They say, “The best-laid plans of mice and men often go awry.” And when it comes to retirement, this is all too often true. You may spend decades planning your financial future around a certain retirement age—when an unexpected circumstance causes an early retirement…years, or even decades, before you were ready.
One of the most common causes of early retirement is job loss. According to a recent study, over half of full-time workers age 50 plus experience involuntary employer-related job separation from their long-term employer.1
Other reasons for early retirement include health-related issues, care-taking for a sick family member or other personal reasons. Together, roughly two-thirds of individuals over age 50 experience involuntary job separation.1
No matter the reason, losing your job later in life can cause devastating financial repercussions. Without income, your retirement contributions will stop, and you will be forced to dip into your funds sooner than expected. The financial impact may be magnified if you’re facing costly health issues or care-taking expenses.
Planning for the unknown is nearly impossible, but if you find yourself unexpectedly retiring earlier than you planned for, there are a number of things you can do to help improve your financial outlook, and even still enjoy a version of the retirement of your dreams.
5 steps to take when faced with unexpected early retirement:
- Examine your full financial picture before making any rash decisions. Take a complete inventory of your finances, including assets; debts and interest rates; income; and expenses. Create a realistic monthly budget that outlines how much cash you’ll need to cover your expenses. Talk to your financial advisor for expert insight and advice.
- Think about when you should tap into retirement funds. When deciding when to start taking withdrawals from your 401(k)s and other accounts, it’s all about the timing. Early withdrawals may incur hefty fees. The timing of when to tap into retirement funds depends on your nest egg and the timing of your unexpected retirement. Consult your financial advisor for advice on your best course of action.
- Plan ahead for long-term care. This will likely be one of the biggest expenses you’ll face during your retirement. Almost all seniors will use long-term care at some point, and just one month in an assisted living facility costs $4,000.2
Long-term care insurance can help by providing you with the choice of how and where you want to receive care. A long-term care insurance policy is designed to help you pay for the long-term care services you need. Long-term care insurance policies typically reimburse policyholders a monetary daily amount (up to a pre-selected limit) for assisted care services such as eating, bathing or dressing. You can usually select a range of care options and benefits that allow you to get the services you need, where you need them.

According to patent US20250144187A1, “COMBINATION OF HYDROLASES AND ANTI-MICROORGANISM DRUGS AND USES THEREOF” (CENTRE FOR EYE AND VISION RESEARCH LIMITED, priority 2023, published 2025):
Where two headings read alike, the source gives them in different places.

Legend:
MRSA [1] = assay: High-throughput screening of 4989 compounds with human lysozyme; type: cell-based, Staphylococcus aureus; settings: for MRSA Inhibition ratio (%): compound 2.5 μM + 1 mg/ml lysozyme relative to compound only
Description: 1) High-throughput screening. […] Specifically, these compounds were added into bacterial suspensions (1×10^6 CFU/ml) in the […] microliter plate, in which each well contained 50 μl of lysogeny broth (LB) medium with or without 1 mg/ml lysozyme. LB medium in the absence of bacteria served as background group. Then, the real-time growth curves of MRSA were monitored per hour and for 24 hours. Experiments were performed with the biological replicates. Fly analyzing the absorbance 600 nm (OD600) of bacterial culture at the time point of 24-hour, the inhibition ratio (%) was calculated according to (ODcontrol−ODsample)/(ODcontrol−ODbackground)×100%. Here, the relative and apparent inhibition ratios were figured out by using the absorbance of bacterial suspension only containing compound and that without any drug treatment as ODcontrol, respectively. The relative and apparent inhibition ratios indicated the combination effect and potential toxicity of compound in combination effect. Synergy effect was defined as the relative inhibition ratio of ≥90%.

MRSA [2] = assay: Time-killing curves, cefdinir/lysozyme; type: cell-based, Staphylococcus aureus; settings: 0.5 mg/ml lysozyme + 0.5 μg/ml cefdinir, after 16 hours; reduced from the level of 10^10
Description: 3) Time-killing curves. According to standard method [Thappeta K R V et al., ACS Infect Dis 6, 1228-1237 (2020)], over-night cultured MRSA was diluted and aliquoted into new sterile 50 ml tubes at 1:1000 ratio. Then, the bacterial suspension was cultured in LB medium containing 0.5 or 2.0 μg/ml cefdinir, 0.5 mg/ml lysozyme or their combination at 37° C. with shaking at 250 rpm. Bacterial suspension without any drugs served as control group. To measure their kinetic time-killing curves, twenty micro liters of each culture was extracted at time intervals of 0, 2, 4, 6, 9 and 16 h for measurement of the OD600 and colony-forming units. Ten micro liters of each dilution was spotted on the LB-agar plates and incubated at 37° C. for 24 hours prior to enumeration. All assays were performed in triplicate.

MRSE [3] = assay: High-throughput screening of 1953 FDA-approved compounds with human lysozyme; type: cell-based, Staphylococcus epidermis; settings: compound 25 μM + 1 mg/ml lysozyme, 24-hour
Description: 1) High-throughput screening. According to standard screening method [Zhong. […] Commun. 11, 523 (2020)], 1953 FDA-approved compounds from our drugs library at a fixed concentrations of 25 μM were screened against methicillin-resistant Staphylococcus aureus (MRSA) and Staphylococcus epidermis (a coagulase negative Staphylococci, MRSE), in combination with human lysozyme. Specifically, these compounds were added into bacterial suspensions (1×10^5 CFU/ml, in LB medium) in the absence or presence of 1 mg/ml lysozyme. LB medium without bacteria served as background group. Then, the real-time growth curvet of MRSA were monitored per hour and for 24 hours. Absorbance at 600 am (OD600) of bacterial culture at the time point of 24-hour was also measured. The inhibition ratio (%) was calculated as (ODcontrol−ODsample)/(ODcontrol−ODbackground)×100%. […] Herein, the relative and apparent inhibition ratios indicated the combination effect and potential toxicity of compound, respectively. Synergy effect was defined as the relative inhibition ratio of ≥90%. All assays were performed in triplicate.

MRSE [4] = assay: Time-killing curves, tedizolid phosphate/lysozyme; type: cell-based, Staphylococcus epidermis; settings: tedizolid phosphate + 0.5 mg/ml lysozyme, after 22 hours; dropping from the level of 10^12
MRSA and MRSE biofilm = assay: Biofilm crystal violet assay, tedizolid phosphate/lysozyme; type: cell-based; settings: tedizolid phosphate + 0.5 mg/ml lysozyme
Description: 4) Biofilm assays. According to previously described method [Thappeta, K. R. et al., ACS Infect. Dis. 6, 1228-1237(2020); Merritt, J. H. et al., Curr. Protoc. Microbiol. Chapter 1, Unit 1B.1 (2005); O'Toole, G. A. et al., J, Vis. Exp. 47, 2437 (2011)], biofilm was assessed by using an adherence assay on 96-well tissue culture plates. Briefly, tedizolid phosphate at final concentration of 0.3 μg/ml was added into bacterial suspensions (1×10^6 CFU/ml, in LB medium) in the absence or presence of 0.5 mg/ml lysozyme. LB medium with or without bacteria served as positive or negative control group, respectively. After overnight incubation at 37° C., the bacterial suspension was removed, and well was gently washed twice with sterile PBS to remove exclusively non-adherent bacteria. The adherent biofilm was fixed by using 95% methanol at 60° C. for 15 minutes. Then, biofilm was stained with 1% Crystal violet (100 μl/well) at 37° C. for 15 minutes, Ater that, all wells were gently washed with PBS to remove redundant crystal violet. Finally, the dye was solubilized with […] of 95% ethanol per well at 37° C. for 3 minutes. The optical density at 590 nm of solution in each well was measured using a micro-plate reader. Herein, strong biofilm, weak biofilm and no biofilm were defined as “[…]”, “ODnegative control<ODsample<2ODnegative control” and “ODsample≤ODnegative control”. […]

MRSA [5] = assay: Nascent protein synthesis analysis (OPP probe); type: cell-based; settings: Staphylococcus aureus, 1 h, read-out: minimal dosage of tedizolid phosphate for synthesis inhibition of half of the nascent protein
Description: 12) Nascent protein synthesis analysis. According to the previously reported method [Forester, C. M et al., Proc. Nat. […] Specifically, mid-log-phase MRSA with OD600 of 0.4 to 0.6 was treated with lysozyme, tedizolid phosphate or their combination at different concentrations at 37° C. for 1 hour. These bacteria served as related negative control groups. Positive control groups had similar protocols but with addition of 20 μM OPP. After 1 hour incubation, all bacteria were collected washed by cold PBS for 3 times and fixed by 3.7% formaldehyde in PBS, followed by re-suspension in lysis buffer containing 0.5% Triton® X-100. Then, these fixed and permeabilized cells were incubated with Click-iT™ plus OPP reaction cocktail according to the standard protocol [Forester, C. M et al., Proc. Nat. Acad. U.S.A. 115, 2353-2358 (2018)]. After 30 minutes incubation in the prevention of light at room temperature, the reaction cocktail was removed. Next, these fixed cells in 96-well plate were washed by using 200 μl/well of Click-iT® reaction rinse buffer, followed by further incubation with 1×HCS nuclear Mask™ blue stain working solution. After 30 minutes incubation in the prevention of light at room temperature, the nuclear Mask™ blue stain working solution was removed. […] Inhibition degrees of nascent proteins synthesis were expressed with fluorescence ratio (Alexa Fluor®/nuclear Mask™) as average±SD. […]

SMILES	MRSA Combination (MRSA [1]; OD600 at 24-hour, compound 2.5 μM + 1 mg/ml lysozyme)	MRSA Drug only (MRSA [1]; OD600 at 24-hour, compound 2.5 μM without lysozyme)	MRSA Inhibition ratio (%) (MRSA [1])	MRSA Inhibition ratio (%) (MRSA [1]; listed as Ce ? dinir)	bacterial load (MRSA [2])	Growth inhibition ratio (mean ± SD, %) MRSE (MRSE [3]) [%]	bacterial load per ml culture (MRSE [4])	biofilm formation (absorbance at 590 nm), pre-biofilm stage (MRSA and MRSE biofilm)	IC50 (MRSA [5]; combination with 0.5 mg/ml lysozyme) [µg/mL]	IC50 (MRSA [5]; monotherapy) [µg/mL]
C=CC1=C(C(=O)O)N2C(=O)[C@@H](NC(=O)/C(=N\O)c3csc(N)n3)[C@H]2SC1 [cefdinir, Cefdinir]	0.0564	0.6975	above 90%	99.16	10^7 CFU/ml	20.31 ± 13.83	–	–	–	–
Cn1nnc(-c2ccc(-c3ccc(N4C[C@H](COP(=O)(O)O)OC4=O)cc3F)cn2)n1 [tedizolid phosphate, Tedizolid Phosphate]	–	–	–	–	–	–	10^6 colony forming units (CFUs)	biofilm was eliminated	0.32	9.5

- Consider an annuity. An annuity is an insurance product that essentially helps protect you from running out of money in retirement. You fund your annuity—either with a lump sum of money or through regular payments. The interest your annuity earns, under current tax law, accumulates on a tax-deferred basis. This means that while your annuity is earning interest and you’re not withdrawing money, you don’t pay taxes on interest. A fixed-rate annuity earns a guaranteed fixed interest rate, while an indexed annuity features S&P 500®-linked growth potential, with money protected from market decline. An annuity is one of the few savings vehicles that can guarantee payments for life (during what is called the payout phase). A variety of payout options are available based on income needs.
- Make a plan for your health care insurance. One of the biggest challenges early retirees face—especially those under age 65—is health care insurance. If you experience job loss, you may qualify for COBRA, but it can be very expensive. You may find that you need to enroll in a Qualified Health Plan through the marketplace. Talk to a health care insurance agent or broker for help finding and applying for coverage.
If you’re age 65 or older and on Medicare, then you’re already set when it comes to your main health care coverage. However, you may want to enhance your coverage with Medicare Supplement insurance. While Medicare does cover many health care expenses in retirement, you may still be exposed to significant out-of-pocket expenses as well. Medicare Supplement insurance is secondary insurance for Medicare that can help you pay for health care costs that Medicare doesn’t cover.
Are you facing the challenges of an unexpected early retirement? Bankers Life is here to help you navigate this new, unexpected season of life! Contact us here to get started.
1Forbes, The Next Big Retirement Threat—Keeping Your Job Past 50, https://www.forbes.com/sites/kristinmckenna/2020/02/14/the-next-big-retirement-threatkeeping-your-job-past-50/?ss=retirement#4612cc17d3dd, February 14, 2020.
2Genworth, Cost of Care Survey 2018, https://www.genworth.com/aging-and-you/finances/ cost-of-care.html, 2019.
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